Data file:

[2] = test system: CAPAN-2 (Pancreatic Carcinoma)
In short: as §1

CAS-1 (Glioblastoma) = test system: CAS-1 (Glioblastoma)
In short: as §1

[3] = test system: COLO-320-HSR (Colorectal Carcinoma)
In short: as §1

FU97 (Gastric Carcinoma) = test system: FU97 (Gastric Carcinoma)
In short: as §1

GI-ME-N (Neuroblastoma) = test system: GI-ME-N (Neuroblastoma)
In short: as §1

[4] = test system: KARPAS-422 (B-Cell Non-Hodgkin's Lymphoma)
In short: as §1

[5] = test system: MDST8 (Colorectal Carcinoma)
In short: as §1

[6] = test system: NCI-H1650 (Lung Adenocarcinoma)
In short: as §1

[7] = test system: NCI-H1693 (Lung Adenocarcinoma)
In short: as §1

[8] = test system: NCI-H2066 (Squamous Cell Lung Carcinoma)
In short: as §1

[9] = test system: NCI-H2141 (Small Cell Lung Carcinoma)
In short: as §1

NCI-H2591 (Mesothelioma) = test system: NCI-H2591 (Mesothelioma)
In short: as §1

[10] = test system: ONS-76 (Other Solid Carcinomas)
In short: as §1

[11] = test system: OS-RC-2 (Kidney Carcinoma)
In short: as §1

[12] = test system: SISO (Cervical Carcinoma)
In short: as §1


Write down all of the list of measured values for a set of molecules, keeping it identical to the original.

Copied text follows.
[2] = test system: CAPAN-2 (Pancreatic Carcinoma)
In short: as §1

CAS-1 (Glioblastoma) = test system: CAS-1 (Glioblastoma)
In short: as §1

[3] = test system: COLO-320-HSR (Colorectal Carcinoma)
In short: as §1

FU97 (Gastric Carcinoma) = test system: FU97 (Gastric Carcinoma)
In short: as §1

GI-ME-N (Neuroblastoma) = test system: GI-ME-N (Neuroblastoma)
In short: as §1

[4] = test system: KARPAS-422 (B-Cell Non-Hodgkin's Lymphoma)
In short: as §1

[5] = test system: MDST8 (Colorectal Carcinoma)
In short: as §1

[6] = test system: NCI-H1650 (Lung Adenocarcinoma)
In short: as §1

[7] = test system: NCI-H1693 (Lung Adenocarcinoma)
In short: as §1

[8] = test system: NCI-H2066 (Squamous Cell Lung Carcinoma)
In short: as §1

[9] = test system: NCI-H2141 (Small Cell Lung Carcinoma)
In short: as §1

NCI-H2591 (Mesothelioma) = test system: NCI-H2591 (Mesothelioma)
In short: as §1

[10] = test system: ONS-76 (Other Solid Carcinomas)
In short: as §1

[11] = test system: OS-RC-2 (Kidney Carcinoma)
In short: as §1

[12] = test system: SISO (Cervical Carcinoma)
In short: as §1